For an industry long accused of perpetual inertia, publishing sure has undergone its share of changes. Some are so common as to pass almost unnoticed—the closing of yet another bookstore, the consolidation or, occasionally, reinvention of a bunch of imprints. When there’s a big executive shift at a conglomerate, of course—where is Judith Regan, anyway?—or an event that affects the whole industry (the rethinking of weekly book review sections, the demise of AMS), there’s always much to dissect and discuss. But still, we’ve become inured to all this (unless our own jobs or books or people are specifically affected); it’s just the everyday goings-on of a business in flux.

So I was a little surprised to find myself so interested in and, well, affected by the Counterpoint/Perseus/Avalon hirings and firings, rampings-ups and cutbacks that occurred last week.

On one level, they’re part of that business-as-usual zeitgeist; on another, they signal a fundamental change.

First of all, Perseus—which, five or so years ago, was a good, medium-sized, successful but not glamorous publisher—is on the verge of becoming a behemoth, at least in the distribution business. Its CEO, David Steinberger, is a relative newcomer to book land—he had a career in government and in “real” business until about a decade ago—which, despite how laid-off employees may feel about him this week, is basically a good thing; it’s high time we had some new blood.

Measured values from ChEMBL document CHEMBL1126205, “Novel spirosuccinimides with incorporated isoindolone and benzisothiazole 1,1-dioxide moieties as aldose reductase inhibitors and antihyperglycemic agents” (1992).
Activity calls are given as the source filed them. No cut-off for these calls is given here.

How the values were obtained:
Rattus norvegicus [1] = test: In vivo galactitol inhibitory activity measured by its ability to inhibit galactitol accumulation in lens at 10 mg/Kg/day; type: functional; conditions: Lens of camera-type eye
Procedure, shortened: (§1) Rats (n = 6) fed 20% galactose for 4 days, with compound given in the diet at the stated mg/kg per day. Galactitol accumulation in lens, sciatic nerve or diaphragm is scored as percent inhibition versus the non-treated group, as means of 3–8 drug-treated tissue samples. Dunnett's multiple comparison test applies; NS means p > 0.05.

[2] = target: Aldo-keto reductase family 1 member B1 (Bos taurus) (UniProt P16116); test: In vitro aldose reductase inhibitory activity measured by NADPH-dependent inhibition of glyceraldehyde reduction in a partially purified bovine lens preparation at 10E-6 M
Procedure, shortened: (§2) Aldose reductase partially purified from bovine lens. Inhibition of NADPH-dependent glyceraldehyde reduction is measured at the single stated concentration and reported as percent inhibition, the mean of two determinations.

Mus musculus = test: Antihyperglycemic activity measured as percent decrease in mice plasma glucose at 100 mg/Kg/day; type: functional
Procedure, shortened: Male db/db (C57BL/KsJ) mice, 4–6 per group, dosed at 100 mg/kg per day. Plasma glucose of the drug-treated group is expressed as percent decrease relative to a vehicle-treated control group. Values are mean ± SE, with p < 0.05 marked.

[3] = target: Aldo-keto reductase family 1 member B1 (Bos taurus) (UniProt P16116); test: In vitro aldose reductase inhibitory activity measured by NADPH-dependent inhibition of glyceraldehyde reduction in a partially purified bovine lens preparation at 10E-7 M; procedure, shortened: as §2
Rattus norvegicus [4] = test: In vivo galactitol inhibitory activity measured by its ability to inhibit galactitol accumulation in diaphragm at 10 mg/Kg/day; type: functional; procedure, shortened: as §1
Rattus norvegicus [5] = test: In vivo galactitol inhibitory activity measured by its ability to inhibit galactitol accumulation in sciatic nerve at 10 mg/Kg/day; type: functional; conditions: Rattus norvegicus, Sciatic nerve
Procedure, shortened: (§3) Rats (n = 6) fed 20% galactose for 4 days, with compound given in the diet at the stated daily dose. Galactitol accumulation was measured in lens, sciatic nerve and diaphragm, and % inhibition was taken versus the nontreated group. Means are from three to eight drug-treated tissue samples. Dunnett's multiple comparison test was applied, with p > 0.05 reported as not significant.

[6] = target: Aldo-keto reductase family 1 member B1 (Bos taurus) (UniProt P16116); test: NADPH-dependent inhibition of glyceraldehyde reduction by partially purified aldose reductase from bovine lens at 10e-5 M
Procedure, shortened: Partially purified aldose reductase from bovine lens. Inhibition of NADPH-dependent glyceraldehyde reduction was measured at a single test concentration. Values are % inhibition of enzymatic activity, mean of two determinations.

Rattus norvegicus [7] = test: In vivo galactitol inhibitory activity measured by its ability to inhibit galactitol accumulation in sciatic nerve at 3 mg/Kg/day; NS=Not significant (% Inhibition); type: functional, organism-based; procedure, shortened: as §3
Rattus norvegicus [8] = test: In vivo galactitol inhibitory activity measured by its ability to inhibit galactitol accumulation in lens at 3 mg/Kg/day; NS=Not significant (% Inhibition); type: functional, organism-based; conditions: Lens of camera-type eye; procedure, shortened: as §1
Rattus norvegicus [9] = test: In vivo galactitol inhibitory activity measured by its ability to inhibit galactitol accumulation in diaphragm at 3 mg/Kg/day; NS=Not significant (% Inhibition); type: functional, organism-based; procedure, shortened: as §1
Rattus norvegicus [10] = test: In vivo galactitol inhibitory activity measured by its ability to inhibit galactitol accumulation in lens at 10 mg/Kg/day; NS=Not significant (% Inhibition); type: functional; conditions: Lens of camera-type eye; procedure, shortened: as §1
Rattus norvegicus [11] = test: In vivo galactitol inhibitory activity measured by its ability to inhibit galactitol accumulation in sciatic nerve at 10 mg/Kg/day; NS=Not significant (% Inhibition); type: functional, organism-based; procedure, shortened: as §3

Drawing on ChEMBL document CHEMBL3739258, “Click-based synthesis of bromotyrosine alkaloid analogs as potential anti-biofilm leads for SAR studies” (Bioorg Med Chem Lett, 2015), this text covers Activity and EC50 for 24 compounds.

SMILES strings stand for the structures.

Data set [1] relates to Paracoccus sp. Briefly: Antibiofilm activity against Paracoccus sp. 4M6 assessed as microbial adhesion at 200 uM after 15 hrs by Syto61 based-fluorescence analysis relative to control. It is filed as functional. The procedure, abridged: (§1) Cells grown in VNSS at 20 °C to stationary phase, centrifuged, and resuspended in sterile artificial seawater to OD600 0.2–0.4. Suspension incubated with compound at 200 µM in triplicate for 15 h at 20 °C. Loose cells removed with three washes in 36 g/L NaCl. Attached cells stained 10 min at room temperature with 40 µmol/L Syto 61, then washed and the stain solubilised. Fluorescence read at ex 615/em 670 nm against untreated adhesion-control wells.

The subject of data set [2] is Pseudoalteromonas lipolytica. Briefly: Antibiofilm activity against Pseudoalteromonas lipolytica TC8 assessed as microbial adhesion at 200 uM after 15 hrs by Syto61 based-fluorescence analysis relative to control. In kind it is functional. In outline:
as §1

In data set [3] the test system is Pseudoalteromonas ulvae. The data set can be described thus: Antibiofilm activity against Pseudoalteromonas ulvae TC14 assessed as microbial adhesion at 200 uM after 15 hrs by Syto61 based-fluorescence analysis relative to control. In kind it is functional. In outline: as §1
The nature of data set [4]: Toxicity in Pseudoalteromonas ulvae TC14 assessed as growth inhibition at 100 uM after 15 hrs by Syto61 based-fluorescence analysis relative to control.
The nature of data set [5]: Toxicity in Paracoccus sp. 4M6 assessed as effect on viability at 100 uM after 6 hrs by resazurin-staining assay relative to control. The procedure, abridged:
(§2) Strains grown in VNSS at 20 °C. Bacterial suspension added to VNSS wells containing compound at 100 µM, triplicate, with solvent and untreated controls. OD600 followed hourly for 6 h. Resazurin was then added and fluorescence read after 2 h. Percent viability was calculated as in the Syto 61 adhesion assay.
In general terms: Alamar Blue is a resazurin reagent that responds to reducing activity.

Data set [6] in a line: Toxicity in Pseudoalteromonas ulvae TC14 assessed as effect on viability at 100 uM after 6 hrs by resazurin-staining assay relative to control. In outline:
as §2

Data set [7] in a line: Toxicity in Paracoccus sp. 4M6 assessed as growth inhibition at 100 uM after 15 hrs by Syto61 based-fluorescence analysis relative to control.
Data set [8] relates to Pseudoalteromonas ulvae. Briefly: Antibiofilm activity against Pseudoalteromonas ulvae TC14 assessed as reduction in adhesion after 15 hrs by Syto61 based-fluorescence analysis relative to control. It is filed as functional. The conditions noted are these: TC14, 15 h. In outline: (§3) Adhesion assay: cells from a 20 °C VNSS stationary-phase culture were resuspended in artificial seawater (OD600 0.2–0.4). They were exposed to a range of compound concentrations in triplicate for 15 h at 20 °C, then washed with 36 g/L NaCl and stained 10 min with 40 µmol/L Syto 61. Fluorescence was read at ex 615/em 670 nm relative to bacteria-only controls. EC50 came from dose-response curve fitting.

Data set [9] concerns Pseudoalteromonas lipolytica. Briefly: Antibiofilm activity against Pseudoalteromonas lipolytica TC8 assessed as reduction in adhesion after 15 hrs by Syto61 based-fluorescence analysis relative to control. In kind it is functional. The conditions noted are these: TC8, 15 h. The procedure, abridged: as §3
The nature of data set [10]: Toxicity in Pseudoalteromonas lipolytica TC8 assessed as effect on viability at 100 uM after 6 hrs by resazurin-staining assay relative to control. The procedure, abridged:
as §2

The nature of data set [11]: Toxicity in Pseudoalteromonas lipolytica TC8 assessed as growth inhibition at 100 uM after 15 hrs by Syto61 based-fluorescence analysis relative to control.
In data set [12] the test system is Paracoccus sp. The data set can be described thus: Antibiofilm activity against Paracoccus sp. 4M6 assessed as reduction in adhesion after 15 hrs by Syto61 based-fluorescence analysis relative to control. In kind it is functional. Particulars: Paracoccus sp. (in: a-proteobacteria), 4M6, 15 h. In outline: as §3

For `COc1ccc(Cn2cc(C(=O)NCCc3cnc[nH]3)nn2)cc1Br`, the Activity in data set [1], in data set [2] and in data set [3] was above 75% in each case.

Further, his selling Counterpoint to Charlie Winton, to merge with Shoemaker & Hoard and create a literary imprint under the direction of the smart and energetic Richard Nash of Soft Skull, might mean that good, small, literary publishing is not dead quite yet. (And we still have MacAdam/Cage, Copper Canyon, Coffee House, Akashic and a host of other good ones.)

Yet, these changes come at a price, both the human and publishing variety. While it’s always disturbing when editors/publishers/etc. are suddenly out on the street, these losses are particularly worrisome. Bill Strachan, the veteran editor who just took over Carroll & Graf and Thunder’s Mouth in January, is gone. Ditto Counterpoint’s Amy Scheibe, a smart young editor who has to her credit the discovery of such writers as Myla Goldberg, Haven Kimmel and Jenny McPhee. These and many others who were let go will surely find jobs again in the business if they want them. But here’s the rub: they may want to work again with the kind of imprints of which there are now two less.

Losing brave, independent-minded imprints is just as upsetting as losing the brave and independent-minded people who ran them. It’s a tough business, and always has been, as Thunder’s Mouth founder Neil Ortenberg points out (p. 22).

In a brighter mood, I like to think that in some way publishing is like Hollywood: the bigger the big studios get, the more there’s room for and interest in boutique outfits. Maybe somebody will start a Thunder’s Mouth 2.0 or Carroll & Graf & Sons, and that’ll be great. But for now, I think book land should take a break from the business announcements, the hirings and the firings, and observe a moment of silence for the little imprints that could, and did, and are no longer with us.

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